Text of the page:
“That’s actually made it quite hard for us, because we don’t recognize that, in fact, government makes all kinds of decisions that structure what’s possible in the economy. If you want to have a competitive, dynamic economy where lots of new entrants can come in and where established companies have to stay on their toes and have to actually really compete and work for it, you need rules. You need a referee just in the same way that you need for a sporting event.

“If you allow big companies to just take advantage of their size in ways that are predatory, or that use just straight up market muscle or superior financial resources, you’re ending up with outcomes that actually aren’t driven by the market, and all of the activity and the choices of market participants, but are really just driven by a kind of raw concentration of power.” – Stacy Mitchell

Segment 6: Recommendations to support small business | 13:09

Watch: “Segment 6: Recommendations to support small business” | 13:09

“While public policy can be messy at times, and change can take sometimes years to achieve, we know that one change that reduces a barrier for entrepreneurship can positively impact hundreds, thousands, millions of entrepreneurs, depending on what level of government that change occurs.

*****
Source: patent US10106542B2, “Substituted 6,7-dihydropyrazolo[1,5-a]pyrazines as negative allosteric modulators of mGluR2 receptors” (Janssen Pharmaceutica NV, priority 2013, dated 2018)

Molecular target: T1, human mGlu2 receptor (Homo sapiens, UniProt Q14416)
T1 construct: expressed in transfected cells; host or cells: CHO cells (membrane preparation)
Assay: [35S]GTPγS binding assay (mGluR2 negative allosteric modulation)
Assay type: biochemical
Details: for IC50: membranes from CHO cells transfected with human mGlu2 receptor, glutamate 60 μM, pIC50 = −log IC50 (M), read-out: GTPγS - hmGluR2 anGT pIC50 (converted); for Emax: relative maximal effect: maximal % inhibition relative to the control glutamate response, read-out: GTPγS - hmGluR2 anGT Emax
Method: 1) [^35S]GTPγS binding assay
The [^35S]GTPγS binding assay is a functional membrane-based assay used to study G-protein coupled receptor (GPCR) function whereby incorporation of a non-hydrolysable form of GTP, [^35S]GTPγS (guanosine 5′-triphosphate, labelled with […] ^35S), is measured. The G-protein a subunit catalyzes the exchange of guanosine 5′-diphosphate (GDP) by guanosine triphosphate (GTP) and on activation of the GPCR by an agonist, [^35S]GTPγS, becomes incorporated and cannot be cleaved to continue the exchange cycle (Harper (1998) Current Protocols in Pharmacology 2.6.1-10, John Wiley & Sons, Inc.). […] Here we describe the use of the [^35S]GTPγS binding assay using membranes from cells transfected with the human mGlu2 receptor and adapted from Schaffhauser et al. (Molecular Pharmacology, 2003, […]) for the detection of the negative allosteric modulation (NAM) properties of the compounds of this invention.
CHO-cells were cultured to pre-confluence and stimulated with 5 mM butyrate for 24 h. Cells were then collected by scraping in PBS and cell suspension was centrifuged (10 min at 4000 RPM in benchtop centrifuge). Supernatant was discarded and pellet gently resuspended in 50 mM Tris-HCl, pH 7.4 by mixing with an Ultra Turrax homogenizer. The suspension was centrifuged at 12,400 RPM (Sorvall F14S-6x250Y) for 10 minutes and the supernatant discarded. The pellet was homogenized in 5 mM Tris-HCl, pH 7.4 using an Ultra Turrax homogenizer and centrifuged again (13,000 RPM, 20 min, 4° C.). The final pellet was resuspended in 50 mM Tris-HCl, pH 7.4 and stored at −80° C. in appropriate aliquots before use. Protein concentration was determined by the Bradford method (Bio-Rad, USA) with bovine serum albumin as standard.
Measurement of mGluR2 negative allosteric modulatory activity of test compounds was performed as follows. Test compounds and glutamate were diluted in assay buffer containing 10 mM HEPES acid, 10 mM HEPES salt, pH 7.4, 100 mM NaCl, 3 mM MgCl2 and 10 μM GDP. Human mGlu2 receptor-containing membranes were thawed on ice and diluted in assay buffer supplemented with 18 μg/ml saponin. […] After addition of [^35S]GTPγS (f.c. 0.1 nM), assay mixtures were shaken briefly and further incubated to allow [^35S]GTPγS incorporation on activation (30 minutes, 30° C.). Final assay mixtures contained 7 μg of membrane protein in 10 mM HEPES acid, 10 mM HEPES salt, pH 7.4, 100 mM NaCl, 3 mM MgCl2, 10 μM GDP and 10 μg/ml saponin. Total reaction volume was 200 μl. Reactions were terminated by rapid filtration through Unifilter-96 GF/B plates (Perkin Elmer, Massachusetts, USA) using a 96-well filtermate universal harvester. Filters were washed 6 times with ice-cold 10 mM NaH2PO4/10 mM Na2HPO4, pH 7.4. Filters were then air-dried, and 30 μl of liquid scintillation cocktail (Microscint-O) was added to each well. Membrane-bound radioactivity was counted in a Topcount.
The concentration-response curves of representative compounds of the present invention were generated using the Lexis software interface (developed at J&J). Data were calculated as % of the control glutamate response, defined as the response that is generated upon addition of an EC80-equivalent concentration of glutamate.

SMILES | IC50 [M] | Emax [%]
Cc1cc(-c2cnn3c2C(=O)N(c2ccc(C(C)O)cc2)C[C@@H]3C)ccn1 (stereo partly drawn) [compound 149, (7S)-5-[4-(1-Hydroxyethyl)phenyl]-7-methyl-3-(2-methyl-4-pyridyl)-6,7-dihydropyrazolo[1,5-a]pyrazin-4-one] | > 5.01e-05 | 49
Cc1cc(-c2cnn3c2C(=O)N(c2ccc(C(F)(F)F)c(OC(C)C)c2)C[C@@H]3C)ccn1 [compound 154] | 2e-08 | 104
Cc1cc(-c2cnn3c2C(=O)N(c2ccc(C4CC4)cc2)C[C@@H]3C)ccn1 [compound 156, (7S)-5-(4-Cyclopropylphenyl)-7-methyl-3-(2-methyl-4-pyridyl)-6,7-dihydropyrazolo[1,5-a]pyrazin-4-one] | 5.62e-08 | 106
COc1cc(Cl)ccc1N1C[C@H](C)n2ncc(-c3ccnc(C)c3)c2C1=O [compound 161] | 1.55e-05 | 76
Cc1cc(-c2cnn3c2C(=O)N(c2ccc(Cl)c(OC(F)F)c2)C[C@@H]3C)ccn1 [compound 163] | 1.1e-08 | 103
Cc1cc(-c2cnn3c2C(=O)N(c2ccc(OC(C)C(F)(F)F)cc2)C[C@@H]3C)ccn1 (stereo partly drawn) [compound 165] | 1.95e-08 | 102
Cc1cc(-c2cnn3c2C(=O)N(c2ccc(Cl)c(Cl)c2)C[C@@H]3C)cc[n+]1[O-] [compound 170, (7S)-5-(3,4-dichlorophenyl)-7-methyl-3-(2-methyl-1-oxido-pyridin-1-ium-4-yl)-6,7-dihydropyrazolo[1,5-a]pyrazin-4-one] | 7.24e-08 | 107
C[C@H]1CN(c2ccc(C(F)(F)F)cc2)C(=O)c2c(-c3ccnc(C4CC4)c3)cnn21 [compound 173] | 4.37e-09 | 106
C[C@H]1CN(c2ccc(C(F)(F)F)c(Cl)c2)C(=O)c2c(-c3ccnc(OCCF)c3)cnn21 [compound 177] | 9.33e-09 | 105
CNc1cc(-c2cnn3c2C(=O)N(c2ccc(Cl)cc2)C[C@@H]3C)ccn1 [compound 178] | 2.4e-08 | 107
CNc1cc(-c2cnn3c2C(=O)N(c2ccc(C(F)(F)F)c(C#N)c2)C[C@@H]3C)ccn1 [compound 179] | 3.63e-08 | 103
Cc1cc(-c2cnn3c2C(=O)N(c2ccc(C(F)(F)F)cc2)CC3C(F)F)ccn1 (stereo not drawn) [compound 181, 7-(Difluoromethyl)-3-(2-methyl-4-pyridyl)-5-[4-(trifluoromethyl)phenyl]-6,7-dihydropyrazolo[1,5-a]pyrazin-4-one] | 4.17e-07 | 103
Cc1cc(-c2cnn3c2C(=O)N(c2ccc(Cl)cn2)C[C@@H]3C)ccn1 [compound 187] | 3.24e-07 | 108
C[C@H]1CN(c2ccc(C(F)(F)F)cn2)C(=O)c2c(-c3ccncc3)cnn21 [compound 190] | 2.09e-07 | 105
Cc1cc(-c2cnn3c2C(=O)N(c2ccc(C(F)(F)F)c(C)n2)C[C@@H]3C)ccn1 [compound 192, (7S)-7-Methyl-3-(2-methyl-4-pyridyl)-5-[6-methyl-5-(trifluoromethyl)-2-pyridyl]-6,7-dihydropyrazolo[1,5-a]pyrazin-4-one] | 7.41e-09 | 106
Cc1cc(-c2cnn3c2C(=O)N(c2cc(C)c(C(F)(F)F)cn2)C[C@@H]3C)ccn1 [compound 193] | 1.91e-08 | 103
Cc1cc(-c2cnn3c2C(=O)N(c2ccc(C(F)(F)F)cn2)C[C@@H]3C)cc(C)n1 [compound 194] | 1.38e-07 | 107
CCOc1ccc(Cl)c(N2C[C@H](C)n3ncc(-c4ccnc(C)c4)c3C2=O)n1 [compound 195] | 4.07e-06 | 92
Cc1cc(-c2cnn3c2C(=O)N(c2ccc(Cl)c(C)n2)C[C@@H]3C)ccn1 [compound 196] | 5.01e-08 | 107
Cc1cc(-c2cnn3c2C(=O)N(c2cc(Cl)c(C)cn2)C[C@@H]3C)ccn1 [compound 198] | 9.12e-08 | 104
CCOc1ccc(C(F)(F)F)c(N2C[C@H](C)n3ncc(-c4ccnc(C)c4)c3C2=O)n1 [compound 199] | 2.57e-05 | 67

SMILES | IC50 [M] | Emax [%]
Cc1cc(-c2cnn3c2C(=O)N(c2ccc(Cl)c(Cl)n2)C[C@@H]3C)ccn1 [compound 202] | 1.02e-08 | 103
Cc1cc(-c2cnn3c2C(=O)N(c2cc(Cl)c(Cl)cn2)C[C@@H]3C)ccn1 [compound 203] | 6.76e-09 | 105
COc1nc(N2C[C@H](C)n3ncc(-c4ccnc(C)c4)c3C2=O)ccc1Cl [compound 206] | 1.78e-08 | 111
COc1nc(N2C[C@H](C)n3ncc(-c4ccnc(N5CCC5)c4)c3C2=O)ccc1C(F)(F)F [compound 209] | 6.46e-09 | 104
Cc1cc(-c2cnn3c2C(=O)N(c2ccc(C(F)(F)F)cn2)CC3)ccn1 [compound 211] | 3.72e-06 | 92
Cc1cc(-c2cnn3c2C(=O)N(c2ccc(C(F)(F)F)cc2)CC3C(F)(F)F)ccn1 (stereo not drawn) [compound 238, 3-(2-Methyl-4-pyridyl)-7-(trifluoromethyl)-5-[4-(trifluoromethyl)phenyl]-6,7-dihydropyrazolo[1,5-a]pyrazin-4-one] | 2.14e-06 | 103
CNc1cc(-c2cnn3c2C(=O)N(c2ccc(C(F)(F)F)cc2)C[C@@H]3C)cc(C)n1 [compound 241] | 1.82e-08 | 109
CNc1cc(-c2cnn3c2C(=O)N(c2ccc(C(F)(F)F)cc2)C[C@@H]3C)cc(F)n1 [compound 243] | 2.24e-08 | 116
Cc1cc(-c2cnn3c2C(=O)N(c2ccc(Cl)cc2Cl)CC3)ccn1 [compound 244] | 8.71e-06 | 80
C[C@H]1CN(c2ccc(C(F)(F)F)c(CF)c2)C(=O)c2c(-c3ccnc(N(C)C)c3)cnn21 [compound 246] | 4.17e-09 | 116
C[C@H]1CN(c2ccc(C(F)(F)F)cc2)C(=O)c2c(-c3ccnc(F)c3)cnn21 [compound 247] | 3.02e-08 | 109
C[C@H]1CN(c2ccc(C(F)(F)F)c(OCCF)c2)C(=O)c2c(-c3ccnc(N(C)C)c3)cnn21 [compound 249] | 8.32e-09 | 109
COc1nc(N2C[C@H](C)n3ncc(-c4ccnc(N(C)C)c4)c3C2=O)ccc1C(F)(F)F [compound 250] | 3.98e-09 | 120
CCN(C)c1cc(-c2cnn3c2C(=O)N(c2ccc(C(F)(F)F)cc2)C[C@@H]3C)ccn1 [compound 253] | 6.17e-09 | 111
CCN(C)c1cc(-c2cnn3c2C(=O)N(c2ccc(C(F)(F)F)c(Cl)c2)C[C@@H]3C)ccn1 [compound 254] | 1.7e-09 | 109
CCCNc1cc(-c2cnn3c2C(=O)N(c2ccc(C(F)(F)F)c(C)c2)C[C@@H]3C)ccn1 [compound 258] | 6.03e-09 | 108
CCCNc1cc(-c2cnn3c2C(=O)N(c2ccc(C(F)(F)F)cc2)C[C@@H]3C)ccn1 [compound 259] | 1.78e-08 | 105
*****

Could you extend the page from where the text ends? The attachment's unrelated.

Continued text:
“So, our approach has really focused on advocacy, empowering entrepreneurs and people who work with entrepreneurs to engage in policy conversations, so that policymakers know what needs entrepreneurs have – that they’re hearing directly from entrepreneurs. Because in the absence of that, we will continue to get policies that advantage big over small, and old over new. We have an opportunity now to create an economy that is different than the economy being left behind pre-COVID in February.” – Jason Wiens

Rebuild better: Success that ensures the opportunity of prosperity for all can’t be achieved within broken systems; true success will only come from systems we rebuild better.